The answer to this may seem self-evident, yet that anything is being written also makes it evident that the reality is, as ever, something of a strange mess to sift through as far as this writer's concerned.
While motion controls are heavily derided in the "core" gaming community, they are generally enjoyed by the "peripheral" gaming community, or to rephrase that, everyone who doesn't go out of their way for titles that are, to most, somewhat niche in nature. Indie titles, 4X strategy games, probably many RPG games, and games of that nature. That being said, even those in the peripheral category didn't exactly flock to the Kinect, despite possibly having leapt to the Wii. Ignoring cost, and ignoring the absence of core titles as a factor, why might this have been?
Well, the Kinect is extremely ahead of the game, it doesn't seem like anyone would disagree with that, but the Kinect also has some unique expectations for its users. It doesn't expect you to be fit, by any means, however, it does expect you to have space, a 360 or Xbox One, and probably decent lighting to get solid motion capture down for some games. Two of those problems are easily resolvable, lighting and the console itself, despite its pricing, are much easier to acquire than restructuring your home to give you space for an additional control peripheral.
That being the case, there's another hurdle. It expects you to be patient with its quirks. That's a huge problem because, let's face it, people expect technology not to expect anything of the them besides knowing how to plug it in and activate it and press buttons or keys, everything else should just work. Admittedly, that's not an unreasonable stance to hold, where technology that's been well established is concerned, but it is when it's a very new technology that's trying to find its bearings.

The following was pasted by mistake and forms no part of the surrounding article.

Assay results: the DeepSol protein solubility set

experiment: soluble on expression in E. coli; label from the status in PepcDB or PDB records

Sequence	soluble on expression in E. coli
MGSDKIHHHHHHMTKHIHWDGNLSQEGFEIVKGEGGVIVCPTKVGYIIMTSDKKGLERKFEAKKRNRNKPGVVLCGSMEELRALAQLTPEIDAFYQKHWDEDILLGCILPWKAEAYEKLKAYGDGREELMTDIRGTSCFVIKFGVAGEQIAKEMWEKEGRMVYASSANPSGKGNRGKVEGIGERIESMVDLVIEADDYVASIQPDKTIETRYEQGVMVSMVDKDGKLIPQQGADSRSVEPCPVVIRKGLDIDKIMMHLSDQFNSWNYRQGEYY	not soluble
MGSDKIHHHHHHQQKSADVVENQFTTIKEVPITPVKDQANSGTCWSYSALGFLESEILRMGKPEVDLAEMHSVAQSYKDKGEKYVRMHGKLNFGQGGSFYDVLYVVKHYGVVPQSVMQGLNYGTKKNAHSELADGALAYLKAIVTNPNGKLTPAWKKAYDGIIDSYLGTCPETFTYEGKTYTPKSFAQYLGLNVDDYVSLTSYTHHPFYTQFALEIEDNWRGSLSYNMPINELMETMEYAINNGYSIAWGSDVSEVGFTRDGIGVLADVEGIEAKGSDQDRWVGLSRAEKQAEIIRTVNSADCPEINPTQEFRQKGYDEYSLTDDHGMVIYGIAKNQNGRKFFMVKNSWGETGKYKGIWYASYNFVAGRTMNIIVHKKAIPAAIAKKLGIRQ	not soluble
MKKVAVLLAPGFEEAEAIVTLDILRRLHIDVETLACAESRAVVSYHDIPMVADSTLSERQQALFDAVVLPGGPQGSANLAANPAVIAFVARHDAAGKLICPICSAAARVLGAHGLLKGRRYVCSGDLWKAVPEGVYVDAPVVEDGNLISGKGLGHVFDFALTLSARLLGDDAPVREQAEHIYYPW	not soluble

Yet that doesn't stop people from being unreasonable. So we let these newfangled devices gather dust and return to what we know...
The Wii and the PlayStation Move
If there's one thing we like to think we know how to use, it's our hands. That's why the Wii was so popular, alongside a multitude of other factors, and had the Playstation Move arrived sooner, with a more accessible console pricewise, may have been met with matching success. With all this being the case, there's little doubt that the Wii has been the most successful move into the motion control space, perhaps only because it was bold enough to strike the market before anyone else, with an inexpensive product and apparently a good marketing campaign to back it, forcing the competition to play catch up.
So what is it about the Wii that has everyone hearing more stories about it than anything else? It's certainly not all Nintendo, and even with the minor bruise of users accidentally tossing Wiimotes at their televisions, it continued to sell very well. It's hard to pin down, but it's very likely to do with the inclusion of a decently designed demonstration game with the product, Wii Sports, that not only acted to demonstrate but was able to stand on its own as a fun, enjoyable experience for those unfamiliar with gaming. It wasn't something terribly strange and unusual like the mushroom and turtle filled Mario, or tense and gritty filled with men dying and orange-eyed men shooting at you like Killzone. It was something everyone knew in some way, either through watching or having played themselves, and gave them something tangible to emulate the motions with without having to overexert themselves, unless they found themselves very excited and into the experience.